Grant Hanley, winning his 50th cap, lost the flight of a through ball from Robin Lod and Teemu Pukki, once of Celtic, stole in to loft a shot over the bar. Jack Hendry was careless with a header which Pukki picked up too. When Finland broke up one attack they flooded forward, overloading Scotland three-on-two. Angus Gunn was grateful that Casper Terho struck a watery shot, easily saved. Earlier Kieran Tierney did well to block a Terho shot before Pukki headed into Gunn’s hands.

When Finland mounted these attacks they had more space than they allowed Scotland at the other end. Some of the possession was crisp and impressive from Scotland, with tight, one-touch passing and nice patterns among the midfielders. Robertson flung over some inviting crosses from the left, as always. There was much more energy than there had been in the sterile, near-empty Estadio Algarve against Gibraltar on Monday.

Clearly it was a far stronger team, too, with the additional charge from a large Hampden crowd. There was finally a threat after 15 minutes when John McGinn chipped one over the top from a Christie pass. Shankland was desperate for a goal, desperate to impress, but had to wait for the impact he wanted. From just outside the box he jabbed a shot over the top. One neat move had John McGinn and Christie connecting and releasing a through ball for Billy Gilmour. Defender Arttu Hoskonen got there first but almost knocked the ball beyond his own goalkeeper.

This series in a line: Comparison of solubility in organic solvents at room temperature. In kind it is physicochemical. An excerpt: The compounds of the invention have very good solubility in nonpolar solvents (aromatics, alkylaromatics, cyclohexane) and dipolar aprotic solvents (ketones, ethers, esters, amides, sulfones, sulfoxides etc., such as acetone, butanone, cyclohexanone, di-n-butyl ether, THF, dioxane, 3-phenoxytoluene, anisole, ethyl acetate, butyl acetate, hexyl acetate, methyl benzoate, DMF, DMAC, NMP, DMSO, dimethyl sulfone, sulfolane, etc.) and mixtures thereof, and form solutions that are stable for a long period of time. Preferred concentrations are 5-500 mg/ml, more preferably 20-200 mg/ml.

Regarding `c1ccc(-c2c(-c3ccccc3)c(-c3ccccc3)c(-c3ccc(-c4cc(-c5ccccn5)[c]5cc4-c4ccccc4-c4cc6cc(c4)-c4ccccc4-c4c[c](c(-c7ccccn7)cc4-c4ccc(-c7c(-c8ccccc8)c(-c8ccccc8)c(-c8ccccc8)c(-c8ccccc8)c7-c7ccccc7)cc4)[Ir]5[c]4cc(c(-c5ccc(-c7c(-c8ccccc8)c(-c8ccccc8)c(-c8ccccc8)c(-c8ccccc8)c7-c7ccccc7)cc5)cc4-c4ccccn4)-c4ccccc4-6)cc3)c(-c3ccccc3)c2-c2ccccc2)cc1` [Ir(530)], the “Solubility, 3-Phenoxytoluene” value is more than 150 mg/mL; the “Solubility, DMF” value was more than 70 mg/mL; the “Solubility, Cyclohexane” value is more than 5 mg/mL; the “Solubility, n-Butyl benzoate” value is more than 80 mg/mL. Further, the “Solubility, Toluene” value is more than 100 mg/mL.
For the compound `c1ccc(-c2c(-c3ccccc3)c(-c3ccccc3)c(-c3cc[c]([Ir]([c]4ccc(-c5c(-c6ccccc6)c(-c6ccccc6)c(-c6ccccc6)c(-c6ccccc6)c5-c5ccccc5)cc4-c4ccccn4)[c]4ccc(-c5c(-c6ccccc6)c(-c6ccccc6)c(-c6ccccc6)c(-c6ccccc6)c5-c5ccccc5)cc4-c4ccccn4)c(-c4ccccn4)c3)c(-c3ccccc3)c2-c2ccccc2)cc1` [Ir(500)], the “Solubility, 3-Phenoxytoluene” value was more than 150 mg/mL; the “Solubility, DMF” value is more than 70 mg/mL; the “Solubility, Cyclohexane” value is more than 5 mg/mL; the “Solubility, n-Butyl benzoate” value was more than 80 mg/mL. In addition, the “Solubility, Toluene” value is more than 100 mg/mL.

There was no panic, no alarm, but Hampden did grow restless. There were loud groans when Gilmour passed instead of shooting at the edge of the box, where so many of Scotland’s goals came from last year, after strong play from McGinn. Christie did at least force a save from one Finnish goalkeeper, Jesse Joronen, before Gilmour brought one from another, Viljami Sinisalo, who had replaced him at half-time. Scotland took their strongest grip of the game at the start of the second half and it soon yielded a couple of goals.